Dec. 30 (Bloomberg) -- Goldman Sachs Group Inc., the fifth-biggest U.S. bank by assets, could rise to $239 a share were all its businesses to peak at once, said Brad Hintz, an analyst at Sanford C. Bernstein & Co.
Hintz is maintaining an outperform rating on shares of the New York-based bank, with a price target of $190, he said today in a report. His valuation for Goldman Sachs would reach the $239 peak in a “utopian scenario” where revenue from stock underwriting matched 2000, trading equaled 2007 and the firm cut the percentage of compensation it paid to bankers, he said.
Achieving this zenith “in the near term is unlikely and would require a nirvana-like environment,” Hintz wrote in the report.
Chief Executive Officer Lloyd Blankfein said last month at an investor conference that he’s been working to improve Goldman Sachs’s return on equity, a measure of how well it invests profits. The firm, which earned an ROE of about 10 percent so far this year, is unlikely to surpass 15 percent, given new regulations, according to Hintz.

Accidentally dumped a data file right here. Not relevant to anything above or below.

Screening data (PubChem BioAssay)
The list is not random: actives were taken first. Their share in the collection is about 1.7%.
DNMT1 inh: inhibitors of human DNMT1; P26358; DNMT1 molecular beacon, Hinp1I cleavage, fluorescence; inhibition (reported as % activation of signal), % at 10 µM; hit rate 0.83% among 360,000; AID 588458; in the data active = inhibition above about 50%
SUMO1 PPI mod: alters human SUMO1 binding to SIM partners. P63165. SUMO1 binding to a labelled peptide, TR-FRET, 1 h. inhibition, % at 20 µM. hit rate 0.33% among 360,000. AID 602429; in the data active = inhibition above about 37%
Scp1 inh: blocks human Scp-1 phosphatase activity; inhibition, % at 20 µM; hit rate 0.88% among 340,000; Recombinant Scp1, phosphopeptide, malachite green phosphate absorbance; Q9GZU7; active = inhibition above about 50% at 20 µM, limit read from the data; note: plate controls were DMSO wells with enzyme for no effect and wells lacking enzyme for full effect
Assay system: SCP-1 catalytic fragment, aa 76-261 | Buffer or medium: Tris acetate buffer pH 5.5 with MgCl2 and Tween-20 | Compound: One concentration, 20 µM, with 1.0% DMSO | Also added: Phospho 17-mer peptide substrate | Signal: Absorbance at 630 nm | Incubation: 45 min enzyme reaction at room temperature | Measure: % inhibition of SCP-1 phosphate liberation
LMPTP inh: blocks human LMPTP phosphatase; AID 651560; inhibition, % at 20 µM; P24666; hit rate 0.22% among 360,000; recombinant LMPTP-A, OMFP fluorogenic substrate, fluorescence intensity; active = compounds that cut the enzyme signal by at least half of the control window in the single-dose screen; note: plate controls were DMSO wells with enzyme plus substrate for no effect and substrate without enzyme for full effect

Goldman Sachs has climbed 38 percent this year to $175.70 at 11:58 a.m. in New York. It’s too early to sell the stock because revenue for the investment-banking industry will probably increase next year, Hintz said.
Goldman Sachs, which before the financial crisis targeted a long-term ROE of 20 percent, has declined to set a goal since then, saying it wanted to see the effects of new rules. Recent international regulations have required banks to hold more equity capital, pushing down ROE.
Tiffany Galvin, a bank spokeswoman, declined to comment on Hintz’s report.
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